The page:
Self-efficacy in patients undergoing home dialysis: An integrative review

Author Identifier

Nicola D'SOUZA

Date of Award


Document Type

Thesis - ECU Access Only


Edith Cowan University

Degree Name

Master of Nursing (Research)


School of Nursing and Midwifery

First Supervisor

Ma’en Zaid Abu-Qamar

Second Supervisor

Lisa Whitehead


Objective: The objective of this integrative review was to synthesise evidence on perceived self-efficacy among patients receiving home dialysis. The review also aimed to identify measures utilised and interventions employed to assess and improve self-efficacy.

Research problem: Home dialysis requires a multidimensional approach that is associated with adherence to dialysis regimes, fluid management, dietary restrictions and medications. Effective self-care strategies involve lifelong behavioural changes and adherence with treatment regimens that can create challenges and a sense of burden among patients, their families or caregivers. With a growing body of evidence linking improved health outcomes to high self-efficacy, it is imperative to understand self-reported levels of self-efficacy, the measurements used to assess self-efficacy and the effectiveness of interventions to enhance self-efficacy in this population.

Inclusion criteria: This review considered research studies reporting on perceived self-efficacy, measures of self-efficacy, and interventions to enhance self-efficacy in patients on home dialysis. Studies that focused on self-efficacy of patients undergoing in-centre dialysis and pre-dialysis were excluded.

Methods: An integrative review was employed using Whittemore and Knafl’s (2005) methodology. CINAHL, MEDLINE, Embase and Scopus databases were searched without a date limit for studies published in English. Fifteen studies met the inclusion criteria and were critically appraised by two independent reviewers using Joanna Briggs Institute critical appraisal tools. Narrative synthesis of the findings was conducted because meta-analysis was not possible owing to the heterogeneity of the findings.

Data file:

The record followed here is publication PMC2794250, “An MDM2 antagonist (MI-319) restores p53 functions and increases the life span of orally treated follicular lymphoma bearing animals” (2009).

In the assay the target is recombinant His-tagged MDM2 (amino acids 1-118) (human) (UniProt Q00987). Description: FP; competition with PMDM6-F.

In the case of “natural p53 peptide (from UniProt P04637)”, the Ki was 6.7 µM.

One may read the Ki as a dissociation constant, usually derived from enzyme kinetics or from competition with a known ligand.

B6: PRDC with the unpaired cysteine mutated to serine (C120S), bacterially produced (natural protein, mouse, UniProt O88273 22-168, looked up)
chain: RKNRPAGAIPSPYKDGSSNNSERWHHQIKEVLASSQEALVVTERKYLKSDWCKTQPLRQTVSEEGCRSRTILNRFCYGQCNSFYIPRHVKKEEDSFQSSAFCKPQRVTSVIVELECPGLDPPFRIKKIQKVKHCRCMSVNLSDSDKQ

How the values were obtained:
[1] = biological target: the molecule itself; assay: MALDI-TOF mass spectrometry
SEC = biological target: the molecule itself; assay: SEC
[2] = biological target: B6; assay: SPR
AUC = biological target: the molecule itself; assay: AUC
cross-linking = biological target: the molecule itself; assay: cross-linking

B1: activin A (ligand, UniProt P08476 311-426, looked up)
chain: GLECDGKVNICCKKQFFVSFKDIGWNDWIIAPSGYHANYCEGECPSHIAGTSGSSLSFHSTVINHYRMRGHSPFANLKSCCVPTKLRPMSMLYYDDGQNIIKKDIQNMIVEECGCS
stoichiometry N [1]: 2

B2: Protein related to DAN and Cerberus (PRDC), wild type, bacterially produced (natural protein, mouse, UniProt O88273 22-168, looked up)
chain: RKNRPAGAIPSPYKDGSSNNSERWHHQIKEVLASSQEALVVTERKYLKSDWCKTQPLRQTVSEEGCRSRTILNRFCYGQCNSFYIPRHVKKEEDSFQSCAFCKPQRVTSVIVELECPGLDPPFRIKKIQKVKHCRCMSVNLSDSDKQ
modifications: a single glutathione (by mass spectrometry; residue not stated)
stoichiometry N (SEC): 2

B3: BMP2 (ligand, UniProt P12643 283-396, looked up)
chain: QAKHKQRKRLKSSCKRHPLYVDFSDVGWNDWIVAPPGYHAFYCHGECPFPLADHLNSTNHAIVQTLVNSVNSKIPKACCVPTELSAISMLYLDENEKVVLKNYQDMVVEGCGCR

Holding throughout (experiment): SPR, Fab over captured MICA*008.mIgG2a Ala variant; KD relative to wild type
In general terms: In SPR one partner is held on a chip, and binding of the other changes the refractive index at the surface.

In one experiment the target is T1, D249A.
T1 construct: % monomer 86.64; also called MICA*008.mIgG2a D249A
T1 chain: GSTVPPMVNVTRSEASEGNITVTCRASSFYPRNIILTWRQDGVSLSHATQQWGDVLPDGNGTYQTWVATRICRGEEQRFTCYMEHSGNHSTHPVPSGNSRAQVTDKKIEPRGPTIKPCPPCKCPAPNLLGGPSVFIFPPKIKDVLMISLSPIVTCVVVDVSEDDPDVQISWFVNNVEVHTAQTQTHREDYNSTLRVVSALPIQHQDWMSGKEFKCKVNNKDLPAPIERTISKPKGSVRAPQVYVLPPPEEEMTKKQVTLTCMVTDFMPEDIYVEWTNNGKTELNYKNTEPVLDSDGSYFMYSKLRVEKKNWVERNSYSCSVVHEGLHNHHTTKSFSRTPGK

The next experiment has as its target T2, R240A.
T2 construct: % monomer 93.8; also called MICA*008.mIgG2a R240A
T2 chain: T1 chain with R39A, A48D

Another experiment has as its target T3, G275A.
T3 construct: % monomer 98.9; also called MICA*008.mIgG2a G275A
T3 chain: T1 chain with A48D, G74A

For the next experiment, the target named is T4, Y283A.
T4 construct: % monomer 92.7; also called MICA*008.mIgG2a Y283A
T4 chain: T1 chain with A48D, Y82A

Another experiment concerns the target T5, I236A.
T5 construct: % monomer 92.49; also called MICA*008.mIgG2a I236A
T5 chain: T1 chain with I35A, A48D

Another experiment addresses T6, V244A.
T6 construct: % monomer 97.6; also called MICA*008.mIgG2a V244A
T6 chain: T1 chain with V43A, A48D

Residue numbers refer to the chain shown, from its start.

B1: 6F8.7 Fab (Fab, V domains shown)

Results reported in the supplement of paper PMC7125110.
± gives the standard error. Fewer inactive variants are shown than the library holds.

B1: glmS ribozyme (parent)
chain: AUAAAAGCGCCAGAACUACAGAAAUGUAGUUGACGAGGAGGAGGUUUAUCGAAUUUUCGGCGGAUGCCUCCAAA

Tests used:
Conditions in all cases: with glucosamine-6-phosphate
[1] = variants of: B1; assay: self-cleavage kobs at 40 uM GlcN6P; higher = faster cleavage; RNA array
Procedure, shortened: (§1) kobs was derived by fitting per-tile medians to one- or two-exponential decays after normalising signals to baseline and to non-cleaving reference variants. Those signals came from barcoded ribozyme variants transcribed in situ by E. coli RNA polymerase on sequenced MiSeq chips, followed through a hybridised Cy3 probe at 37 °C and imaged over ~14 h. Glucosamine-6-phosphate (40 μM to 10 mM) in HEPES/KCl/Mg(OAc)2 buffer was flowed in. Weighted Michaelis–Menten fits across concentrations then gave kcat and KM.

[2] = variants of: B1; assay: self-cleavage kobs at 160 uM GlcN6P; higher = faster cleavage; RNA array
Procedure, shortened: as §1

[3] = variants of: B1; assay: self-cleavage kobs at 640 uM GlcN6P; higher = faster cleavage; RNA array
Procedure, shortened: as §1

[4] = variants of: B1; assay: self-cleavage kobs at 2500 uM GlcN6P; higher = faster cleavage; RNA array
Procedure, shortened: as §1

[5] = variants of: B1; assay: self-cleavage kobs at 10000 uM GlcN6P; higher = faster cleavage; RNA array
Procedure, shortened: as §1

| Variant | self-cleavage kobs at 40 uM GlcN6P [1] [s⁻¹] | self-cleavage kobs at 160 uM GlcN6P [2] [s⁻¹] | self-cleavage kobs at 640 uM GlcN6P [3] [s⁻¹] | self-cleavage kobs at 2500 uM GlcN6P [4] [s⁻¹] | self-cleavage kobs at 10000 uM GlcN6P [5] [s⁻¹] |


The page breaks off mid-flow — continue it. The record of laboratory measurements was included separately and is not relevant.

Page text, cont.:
Results: The included studies were predominantly quantitative studies (n = 10) examining training programs to promote self-efficacy and the report of levels of self-efficacy in patients on home dialysis. The majority of studies reported on peritoneal dialysis in the home setting (n = 649, 91.5%). Narrative synthesis led to the generation of two themes; gaining skills to develop self-efficacy; and building and maintaining knowledge. The findings highlight the importance of health professionals, families and peer support in developing self-efficacy. To advance research and Self-efficacy in patients undergoing home dialysis: An integrative review practice in this area, it is recommended to address the sociodemographic factors that influence self-efficacy and evaluate the long-term impact of interventions on self-efficacy.



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